Mission computer for day or night views The TacView Portable Mission Display (PMD) from Esterline is a compact, self-contained mission computer designed to enhance situational awareness for military, paramilitary, law-enforcement, and civil aircrews. Its high-contrast display allows viewing in both day and night lighting conditions, and is fully dimmable from 800 to 0.5 nits (a unit of brightness also called candela per square meter). TacView also has a rugged design and can withstand high vibration and temperature extremes associated with demanding airborne operations. A removable minimum 64 GB solid-state memory ensures continuous operation and enables immediate declassification of important data when necessary. The computer, say Esterline officials, links crews to those on a networked battlefield and eases mission planning in the paperless cockpit. The computer’s user interface offers single- or dual-touch input capability, while its multifunction bezel buttons are designed to accommodate gloved-hand tactile feedback. TacView also comes equipped with an Intel Core i7 processor with integrated video-processing capability, which allows multiple applications to run simultaneously. The PMD’s software environment is supported by a Windows 7 operating system, which enables the air crew to select applications best suited to their conditions. The applications include flight planning software, target imagery data, live-feed video, and two digital voice channels. Additional applications are available that provide note-taking, image sharing, post-flight maintenance debrief, mission rehearsal/review, charting, and embedded training. Esterline | |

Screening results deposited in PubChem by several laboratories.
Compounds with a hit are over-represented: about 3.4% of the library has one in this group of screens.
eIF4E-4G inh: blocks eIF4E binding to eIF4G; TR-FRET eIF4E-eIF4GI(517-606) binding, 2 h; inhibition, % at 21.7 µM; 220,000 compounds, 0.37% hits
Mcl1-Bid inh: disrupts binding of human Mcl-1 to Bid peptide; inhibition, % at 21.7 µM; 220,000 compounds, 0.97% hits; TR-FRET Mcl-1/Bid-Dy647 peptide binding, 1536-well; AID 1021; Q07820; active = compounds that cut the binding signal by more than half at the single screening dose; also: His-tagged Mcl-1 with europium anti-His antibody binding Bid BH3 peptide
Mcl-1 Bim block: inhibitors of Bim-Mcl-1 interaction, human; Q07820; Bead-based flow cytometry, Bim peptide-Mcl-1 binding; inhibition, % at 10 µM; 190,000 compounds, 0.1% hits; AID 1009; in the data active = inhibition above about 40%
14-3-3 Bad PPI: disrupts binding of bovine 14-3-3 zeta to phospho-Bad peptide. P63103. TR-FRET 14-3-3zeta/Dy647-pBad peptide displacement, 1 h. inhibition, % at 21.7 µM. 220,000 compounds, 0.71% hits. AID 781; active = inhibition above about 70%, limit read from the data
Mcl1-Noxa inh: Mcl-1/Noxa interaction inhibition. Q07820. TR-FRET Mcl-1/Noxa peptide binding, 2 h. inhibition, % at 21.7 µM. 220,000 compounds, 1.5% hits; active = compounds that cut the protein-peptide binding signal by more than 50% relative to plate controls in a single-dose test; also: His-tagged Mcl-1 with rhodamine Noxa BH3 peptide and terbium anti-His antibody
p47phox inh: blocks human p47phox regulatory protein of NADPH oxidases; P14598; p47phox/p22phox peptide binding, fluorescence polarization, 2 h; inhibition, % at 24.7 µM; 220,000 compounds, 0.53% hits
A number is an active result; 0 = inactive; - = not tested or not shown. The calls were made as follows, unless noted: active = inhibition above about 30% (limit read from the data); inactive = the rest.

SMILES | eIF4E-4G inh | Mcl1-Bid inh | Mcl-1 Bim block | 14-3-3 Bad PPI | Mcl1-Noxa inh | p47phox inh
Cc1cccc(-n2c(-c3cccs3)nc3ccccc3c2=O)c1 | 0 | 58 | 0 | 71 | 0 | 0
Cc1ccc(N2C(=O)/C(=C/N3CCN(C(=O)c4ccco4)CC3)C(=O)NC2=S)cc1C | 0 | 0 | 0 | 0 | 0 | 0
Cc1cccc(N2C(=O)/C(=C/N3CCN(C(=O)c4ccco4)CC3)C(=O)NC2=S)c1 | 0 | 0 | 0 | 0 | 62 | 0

Ultra-high-density data storage for heavy users Military big data needs require high density and Mercury meets that requirement with a modular solution. Mercury’s storage architecture leverages commodity solid-state disks (SSDs), providing tailored capacity with an upgrade path for future requirements. Its configurable design meets different data interface, redundancy, and security needs, while also fulfilling size, weight, and power (SWaP) needs. The data interface can accommodate SATA, 10 GbE, SFPDP, Fibre Channel, or other high-bandwidth interconnects. Technologies such as Protocol Offload Engine Technology (POET) add networking and video-compression capabilities. Users may also look for redundancy using technologies such as RAID, and can then add encryption for security and deep-packet inspection for protection against intrusions, noncompliant data, and viruses. The data-storage units may be adapted for users’ specific vibration or pressurization requirements; a conformal coating protects the unit against moisture, dust, chemical contaminants, and temperature extremes. Next-generation versions will address ways to store analog signals. Mercury | |